Descendants of the signatories of the 1916 Proclamation of Irish Independence have signed a statement urging the public to register their objections to a planned development at Moore Street in Dublin that they say will involve the demolition of buildings that played an important role in the 1916 rising. The controversy over the development largely centers around 16 Moore Street, sometimes referred to as "Ireland's Alamo," where rebel leader Padraig Pearse held his last council of war, and declared the Irish volunteers' surrender at the end of the 1916 rising. A planned development of the site, whose buildings are now dilapidated, has been proposed for a number of years. In 1999, city management of Dublin City Council authorized the demolition of the Moore Street buildings. However, in January 2007, Minister for the Environment Dick Roche designated the site a national monument, the highest protection that can be given to a site of historical interest. Then, in April 2008, a property development company called Chartered Land applied for planning permission for the development of the site whose proposal would involve a €1.2 billion development of apartments, shops and restaurants. James Connolly-Heron, the great-grandson of 1916 rising leader James Connolly, who lay wounded on a makeshift stretcher at 16 Moore Street, says that this planned development would "infringe the boundary of the National Monument area and lead to the demolition of the buildings and structures fronting on to Moore Lane and the closing of ancient streets and laneways directly associated with the 1916 Rising." Last November, Dublin City Council agreed to sell its properties at 24 and 25 Moore Street that Chartered Land needed to complete the development. A revised planning application submitted by Chartered Land was then lodged, which Connolly-Heron says ignores the boundaries of the National Monument. Planning permission was granted for the development in December, while an appeal against planning permission was lodged by a number of objectors. Planning permission will be now be subject to approval by the independent planning board, An Bord Pleanala, which is due to hear the appeal on May 18. The descendants of seven of the signatories of the 1916 proclamation - Thomas J. Clarke, Sean Mac Diarmada, Thomas MacDonagh, Padraig Pearse, Eamonn Ceannt, James Connolly and Joseph Plunkett - said that they "oppose any development impinging on the national monument, or any part of it and are calling for the present proposal to be rejected as entirely inappropriate in the context of a national monument." A spokesman for Chartered Land said: "At this point in time most people recognize that the proposed redevelopment of the area actually enshrines the National Monument as a key element of that redevelopment. It is actually going to highlight the National Monument and it will be an attraction in its own right within the development. It is a most important development for an area that has been left derelict in Dublin for far too long."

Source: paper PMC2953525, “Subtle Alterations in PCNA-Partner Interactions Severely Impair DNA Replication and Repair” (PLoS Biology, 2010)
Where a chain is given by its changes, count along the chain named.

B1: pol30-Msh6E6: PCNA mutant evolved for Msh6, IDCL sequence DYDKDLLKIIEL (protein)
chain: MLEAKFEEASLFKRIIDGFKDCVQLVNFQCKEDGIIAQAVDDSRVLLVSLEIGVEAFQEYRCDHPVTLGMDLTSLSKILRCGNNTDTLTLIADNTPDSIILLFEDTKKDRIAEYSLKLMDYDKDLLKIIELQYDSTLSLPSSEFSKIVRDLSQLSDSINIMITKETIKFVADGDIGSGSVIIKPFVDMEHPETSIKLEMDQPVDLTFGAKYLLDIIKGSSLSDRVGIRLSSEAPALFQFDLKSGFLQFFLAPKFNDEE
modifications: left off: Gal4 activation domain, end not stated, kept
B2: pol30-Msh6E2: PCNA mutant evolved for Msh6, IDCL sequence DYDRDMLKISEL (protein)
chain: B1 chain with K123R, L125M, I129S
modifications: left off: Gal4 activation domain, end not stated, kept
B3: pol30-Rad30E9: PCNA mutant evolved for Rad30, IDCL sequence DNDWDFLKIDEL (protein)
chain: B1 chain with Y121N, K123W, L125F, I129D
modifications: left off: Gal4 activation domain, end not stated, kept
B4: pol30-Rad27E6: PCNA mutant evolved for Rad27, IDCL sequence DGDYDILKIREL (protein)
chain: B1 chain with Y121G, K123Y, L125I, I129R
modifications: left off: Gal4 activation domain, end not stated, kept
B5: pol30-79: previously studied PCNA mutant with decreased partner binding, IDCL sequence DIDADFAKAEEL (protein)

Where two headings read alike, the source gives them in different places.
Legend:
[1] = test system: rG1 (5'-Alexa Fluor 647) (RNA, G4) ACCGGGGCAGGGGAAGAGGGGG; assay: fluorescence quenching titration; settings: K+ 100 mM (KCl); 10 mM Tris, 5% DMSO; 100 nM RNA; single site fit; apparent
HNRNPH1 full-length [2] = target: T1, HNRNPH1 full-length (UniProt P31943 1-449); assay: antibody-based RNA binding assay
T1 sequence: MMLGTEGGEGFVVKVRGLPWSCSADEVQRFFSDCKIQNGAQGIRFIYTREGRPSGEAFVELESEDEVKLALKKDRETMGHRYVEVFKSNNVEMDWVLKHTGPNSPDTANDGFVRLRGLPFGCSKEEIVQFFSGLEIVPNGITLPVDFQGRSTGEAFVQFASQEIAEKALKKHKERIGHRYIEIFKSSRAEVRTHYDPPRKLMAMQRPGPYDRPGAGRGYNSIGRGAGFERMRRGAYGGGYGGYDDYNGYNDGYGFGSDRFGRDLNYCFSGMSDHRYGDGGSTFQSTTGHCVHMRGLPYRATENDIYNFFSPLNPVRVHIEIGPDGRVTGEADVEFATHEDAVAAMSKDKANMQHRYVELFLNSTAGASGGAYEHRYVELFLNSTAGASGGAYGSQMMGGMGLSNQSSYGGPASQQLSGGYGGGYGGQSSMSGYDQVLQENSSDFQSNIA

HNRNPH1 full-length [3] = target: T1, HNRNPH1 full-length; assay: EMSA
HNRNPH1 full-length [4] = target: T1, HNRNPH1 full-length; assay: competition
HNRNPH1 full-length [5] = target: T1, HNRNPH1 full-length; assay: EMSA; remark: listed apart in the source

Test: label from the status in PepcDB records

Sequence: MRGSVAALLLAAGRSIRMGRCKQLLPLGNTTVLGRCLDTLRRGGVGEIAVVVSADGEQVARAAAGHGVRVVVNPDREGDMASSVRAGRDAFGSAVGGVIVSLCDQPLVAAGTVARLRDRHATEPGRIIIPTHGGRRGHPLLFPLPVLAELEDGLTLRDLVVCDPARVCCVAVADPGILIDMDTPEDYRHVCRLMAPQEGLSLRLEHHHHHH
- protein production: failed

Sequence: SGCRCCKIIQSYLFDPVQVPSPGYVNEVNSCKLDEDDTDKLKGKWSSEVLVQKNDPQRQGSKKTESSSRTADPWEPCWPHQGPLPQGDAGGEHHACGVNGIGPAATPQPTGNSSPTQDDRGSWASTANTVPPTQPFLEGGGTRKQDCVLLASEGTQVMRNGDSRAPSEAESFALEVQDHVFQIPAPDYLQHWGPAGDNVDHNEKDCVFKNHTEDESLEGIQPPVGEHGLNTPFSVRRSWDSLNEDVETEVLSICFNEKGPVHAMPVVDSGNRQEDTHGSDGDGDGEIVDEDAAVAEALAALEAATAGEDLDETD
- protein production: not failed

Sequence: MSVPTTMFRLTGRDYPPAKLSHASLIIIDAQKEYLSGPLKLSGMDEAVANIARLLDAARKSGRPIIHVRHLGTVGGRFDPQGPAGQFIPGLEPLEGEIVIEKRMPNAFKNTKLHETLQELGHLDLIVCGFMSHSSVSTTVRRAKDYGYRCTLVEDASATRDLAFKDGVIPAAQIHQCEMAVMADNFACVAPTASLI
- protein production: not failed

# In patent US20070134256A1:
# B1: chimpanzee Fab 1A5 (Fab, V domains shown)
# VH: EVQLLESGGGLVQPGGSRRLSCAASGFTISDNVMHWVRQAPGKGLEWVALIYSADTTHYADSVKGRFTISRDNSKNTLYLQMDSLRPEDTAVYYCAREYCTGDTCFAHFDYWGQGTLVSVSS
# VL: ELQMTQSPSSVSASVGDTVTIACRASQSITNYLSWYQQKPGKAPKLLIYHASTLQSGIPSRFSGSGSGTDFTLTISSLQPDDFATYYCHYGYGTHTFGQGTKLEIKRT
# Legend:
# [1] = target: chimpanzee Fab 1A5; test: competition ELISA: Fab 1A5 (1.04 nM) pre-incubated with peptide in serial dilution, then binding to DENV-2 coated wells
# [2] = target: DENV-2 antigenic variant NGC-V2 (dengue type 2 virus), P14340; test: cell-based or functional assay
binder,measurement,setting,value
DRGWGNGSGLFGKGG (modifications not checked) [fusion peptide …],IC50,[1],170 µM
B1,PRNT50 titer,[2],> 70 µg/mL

No Irish Need Apply? Not anymore